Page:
Wednesday, July 10, 2013

Sound insulating and dampening when you renovate

Remodeling for Peace and Quiet

Remodeling projects typically focus on updating finishes and improving energy performance, but it's also a good time to consider another key element to quality of life: peace and quiet. In a major renovation, steps can be taken to help block out unwanted outdoor annoyances like traffic, and to better handle indoor noise like the dishwasher or Monday Night Football.

To accomplish this, the professional remodeler understands how sound travels and how to muffle it. Sound can travel through the air (from the television, for example) or through the structure (as with the knocking of hot-water pipes). Quieting each type requires its own set of products and strategies.

Doors and Windows

Parents who have teens rocking to their favorite music in the bedroom across the hall can help confine that sound by installing solid core doors. Outfitting those doors with weather-stripping and a threshold with a door sweep will make them even more effective. This approach will also help muffle equipment sound from a laundry room or furnace closet.

Noise from outside the home can be dampened by replacing older windows with newer, dual or triple-pane models. Sealing gaps around window and door frames with acoustic caulk or low-expansion polyurethane foam will also help.

Wall Strategies

Sound travels through a wall assembly by vibrating the studs and drywall -- much like a speaker. Creating an air space in the wall or adding vibration-dampening materials will help reduce noise transmission between adjacent rooms.

The best opportunity for room-to-room soundproofing is when the drywall is being replaced. A menu of options is available, depending on budget. These should be used on the home's interior walls.

A second layer of drywall will reduce wall vibration by increasing its mass. (A second layer can be added even if the drywall is not being replaced.)

Sound deadening drywall has come on the market in recent years. It's expensive, but it can outperform multiple layers of standard drywall.

Sound-deadening insulation is usually sold in batts (often made from mineral fiber), but spray foam is also an excellent choice.

Resilient channels can be installed between the drywall and framing. These metal strips create a half-inch space between the framing and drywall. They can reduce sound transmission dramatically.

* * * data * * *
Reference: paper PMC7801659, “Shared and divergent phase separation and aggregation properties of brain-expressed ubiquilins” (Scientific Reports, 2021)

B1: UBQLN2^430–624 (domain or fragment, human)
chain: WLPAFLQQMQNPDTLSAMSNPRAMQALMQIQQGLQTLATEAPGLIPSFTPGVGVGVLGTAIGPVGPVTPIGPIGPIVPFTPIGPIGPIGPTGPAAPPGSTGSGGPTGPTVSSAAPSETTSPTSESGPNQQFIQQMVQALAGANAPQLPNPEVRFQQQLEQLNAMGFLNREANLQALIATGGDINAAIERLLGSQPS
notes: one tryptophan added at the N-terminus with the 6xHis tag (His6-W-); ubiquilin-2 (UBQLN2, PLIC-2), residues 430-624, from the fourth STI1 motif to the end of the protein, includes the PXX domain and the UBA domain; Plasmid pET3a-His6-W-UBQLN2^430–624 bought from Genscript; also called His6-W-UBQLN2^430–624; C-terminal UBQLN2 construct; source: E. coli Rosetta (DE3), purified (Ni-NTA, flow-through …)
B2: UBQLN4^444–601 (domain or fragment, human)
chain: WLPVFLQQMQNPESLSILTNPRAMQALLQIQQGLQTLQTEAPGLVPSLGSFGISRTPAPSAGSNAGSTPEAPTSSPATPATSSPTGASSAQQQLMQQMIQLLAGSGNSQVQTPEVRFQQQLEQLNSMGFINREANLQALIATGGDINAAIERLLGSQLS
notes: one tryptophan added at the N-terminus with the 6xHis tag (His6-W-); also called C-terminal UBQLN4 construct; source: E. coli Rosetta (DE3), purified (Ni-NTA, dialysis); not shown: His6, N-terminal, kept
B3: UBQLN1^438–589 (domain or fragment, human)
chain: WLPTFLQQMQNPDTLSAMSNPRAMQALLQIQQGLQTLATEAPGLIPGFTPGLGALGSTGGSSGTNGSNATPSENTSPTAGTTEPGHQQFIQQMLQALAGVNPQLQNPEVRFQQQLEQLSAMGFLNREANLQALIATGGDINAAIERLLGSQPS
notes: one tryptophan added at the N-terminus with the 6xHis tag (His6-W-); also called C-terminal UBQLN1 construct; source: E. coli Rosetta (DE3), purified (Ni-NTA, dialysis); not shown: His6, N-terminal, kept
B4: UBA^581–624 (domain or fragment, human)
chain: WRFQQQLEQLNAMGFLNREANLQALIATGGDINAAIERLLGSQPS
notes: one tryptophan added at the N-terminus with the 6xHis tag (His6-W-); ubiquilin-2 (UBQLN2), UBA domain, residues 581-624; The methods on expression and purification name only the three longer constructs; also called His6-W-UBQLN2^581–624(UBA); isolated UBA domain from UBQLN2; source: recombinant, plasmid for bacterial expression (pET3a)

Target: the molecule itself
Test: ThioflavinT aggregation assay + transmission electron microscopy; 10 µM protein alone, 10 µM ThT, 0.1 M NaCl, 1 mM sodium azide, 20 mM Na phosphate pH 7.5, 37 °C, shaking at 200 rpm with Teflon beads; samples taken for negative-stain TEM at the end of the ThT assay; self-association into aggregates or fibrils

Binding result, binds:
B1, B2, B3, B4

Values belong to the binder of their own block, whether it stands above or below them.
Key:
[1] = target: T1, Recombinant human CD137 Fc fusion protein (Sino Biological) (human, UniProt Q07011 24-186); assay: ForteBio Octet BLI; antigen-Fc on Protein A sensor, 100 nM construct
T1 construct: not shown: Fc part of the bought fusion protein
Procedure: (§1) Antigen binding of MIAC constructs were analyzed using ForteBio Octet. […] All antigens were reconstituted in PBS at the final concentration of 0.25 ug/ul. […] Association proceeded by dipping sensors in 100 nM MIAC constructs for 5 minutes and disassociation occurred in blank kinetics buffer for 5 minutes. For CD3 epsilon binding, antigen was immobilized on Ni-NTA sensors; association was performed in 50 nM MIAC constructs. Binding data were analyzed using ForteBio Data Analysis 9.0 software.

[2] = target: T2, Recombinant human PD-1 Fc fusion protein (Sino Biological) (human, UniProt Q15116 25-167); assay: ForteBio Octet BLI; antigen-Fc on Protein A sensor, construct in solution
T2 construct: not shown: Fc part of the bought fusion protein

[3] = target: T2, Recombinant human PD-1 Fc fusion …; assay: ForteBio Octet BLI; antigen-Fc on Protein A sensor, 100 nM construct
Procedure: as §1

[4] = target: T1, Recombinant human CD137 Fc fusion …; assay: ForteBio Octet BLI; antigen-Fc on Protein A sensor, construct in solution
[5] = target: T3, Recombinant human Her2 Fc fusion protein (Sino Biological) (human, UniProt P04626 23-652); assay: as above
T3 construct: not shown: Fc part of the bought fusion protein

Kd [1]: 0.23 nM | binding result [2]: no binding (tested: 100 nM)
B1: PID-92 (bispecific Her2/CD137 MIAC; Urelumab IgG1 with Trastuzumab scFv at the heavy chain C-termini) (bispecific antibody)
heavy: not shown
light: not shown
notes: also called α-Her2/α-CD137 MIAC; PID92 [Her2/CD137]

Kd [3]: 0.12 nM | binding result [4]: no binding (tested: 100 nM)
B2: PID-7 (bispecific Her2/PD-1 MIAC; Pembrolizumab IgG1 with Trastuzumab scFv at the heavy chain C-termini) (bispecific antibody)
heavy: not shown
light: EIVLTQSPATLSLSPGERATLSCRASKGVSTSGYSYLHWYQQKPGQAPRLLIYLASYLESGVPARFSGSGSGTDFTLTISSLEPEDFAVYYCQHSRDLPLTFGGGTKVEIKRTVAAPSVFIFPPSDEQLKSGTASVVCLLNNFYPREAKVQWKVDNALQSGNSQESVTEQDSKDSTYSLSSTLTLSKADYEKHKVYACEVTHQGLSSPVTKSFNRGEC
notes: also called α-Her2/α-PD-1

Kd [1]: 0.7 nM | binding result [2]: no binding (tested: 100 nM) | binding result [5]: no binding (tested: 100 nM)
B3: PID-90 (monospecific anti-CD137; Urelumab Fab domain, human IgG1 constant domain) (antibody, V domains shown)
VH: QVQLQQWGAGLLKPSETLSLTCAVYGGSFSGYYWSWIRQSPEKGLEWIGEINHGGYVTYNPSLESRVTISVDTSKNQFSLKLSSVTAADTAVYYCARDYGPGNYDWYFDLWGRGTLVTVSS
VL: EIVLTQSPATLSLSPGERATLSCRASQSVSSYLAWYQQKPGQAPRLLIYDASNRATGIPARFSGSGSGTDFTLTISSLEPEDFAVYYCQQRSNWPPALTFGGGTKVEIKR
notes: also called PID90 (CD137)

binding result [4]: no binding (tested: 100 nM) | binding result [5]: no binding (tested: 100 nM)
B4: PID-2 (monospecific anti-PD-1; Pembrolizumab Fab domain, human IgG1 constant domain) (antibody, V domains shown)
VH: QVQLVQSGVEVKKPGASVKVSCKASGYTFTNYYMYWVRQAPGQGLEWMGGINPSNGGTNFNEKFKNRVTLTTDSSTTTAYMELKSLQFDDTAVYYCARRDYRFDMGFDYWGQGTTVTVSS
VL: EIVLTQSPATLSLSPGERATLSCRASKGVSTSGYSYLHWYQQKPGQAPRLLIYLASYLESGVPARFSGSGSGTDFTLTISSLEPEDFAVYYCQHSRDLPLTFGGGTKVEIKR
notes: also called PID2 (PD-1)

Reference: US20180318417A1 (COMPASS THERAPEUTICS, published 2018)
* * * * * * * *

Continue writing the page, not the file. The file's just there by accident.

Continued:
Between Floors

Carpet and under pad can help dampen sound from the floor above, but have no effect on sound transmission coming from below. When Top Gun is blaring from the downstairs media room, it may feel like sonic booms emanating from under the bed. Some of the same approaches used on walls will also work here, in particular two layers of drywall, sound deadening drywall, and resilient channels.

If the offending speakers are buried in a wall or ceiling, a technical product called "mass loaded vinyl" can be draped over the backside of speakers, or sound-deadening insulation installed around and above them.

These create a vibration-absorbing barrier between ceiling drywall and framing.

Appliances

When considering appliances, pay attention to the "sone" ratings; the lower the sone rating, the less noisy the appliance. And a lower sone rating generally indicates a better-built appliance. These usually have better bearings, more insulation and a more efficient motor.

Addressing noise reduction during a remodel will go a long way towards making the home a more pleasant place to live. Properly done, it can create a tranquil living environment that the homeowners will enjoy for years to come.

Warm Regards,

Doug Abbott
Village Builders

This is an excerpt from a newsletter that is distributed to all former, current and future clients of Village Builders Inc.  If you would like to receive this newsletter feel free to email me at www.robabbott@villagebuilders.ca

Rob Abbott
Operations Manager
Village Builders Inc

1 comment:

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